The forgotten passage of Egyptians, Vandals, Visigoths and Byzantines through the southeast of the peninsula between the 5th and 9th centuries is the object of study in an international project funded by the European Commission that aims to reconstruct the history of the settlement in the Old Continent from DNA remains.
The Alicante Provincial Archaeological Museum (MARQ) has been chosen to participate in this research led by the powerful Max Planck Institute for the History of Human Populations of Jena (Germany), funded by Brussels with more than 10 million euros.
MARQ has sent skeletal remains of a type of bone located behind the ear, the ‘pars petrossa’, and of molar teeth found in sites such as the late Romans (s IV-V) of the Baths of the Queen of Calpe and l’Albir de l’Alfàs del Pi to contribute to the genetic study of ancient European populations.
The participation of the Alicante museum will shed light from the scientific point of view on the arrival of invaders or colonizers to the southeast of the peninsula from the end of the Roman Empire until the Islamic invasion, a period to some extent obscure due to the scarce historical documentation.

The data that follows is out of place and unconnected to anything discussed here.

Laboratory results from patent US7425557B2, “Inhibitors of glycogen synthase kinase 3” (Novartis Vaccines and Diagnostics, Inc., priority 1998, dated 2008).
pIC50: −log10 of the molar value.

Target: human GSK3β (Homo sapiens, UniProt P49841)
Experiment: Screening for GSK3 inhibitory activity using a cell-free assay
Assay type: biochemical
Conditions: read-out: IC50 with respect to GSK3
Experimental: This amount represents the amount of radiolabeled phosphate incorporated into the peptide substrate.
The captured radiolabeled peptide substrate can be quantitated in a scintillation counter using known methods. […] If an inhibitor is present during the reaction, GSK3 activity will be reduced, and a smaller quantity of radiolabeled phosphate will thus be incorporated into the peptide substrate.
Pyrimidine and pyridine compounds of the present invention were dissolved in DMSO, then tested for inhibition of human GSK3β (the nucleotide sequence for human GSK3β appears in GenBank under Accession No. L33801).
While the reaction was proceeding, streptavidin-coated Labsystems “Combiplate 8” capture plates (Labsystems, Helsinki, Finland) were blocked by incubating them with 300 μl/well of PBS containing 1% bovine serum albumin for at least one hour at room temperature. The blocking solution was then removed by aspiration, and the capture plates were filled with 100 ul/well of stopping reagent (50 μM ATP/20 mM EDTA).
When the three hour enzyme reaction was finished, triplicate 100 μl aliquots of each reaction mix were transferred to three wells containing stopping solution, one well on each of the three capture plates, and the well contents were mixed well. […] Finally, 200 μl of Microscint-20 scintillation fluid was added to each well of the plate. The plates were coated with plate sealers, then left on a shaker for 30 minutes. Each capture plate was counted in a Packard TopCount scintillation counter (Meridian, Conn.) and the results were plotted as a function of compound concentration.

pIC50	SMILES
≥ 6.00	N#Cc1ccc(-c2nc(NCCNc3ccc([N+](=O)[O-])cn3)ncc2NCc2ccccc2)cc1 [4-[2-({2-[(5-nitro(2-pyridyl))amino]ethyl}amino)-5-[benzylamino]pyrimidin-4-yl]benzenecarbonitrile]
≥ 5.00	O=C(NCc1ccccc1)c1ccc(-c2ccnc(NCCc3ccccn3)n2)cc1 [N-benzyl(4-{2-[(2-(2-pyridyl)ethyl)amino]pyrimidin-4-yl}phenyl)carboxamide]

Max Planck Institute will compare the genetic profiles with those from other archaeological teams from northern and central Europe, as well as from other parts of the Mediterranean.In this way, it will be possible to know details about population movements and confirm or refute more or less widespread hypotheses about the development of civilization in this corner next to the Mare Nostrum.
For example, it will be possible to verify if most of the Islamic population that settled in the so-called Cora de Tudmir (which coincides with the Segura basin: Alicante and Murcia and part of Almería and Albacete) did not come from present-day Morocco or Algeria, as it would seem more feasible, but from a military contingent originating from Egypt in the eighth century, which reached the peninsula through the Strait of Gibraltar.
“This study will break down many prejudices or clichés that existed until now, such as the overvalued importance that has often been given to the Visigoth population, and could increase the role of the Byzantines (of present-day Turkey between the 6th and 7th centuries) in this area, of which we know hardly anything and are often confused with the Visigoths “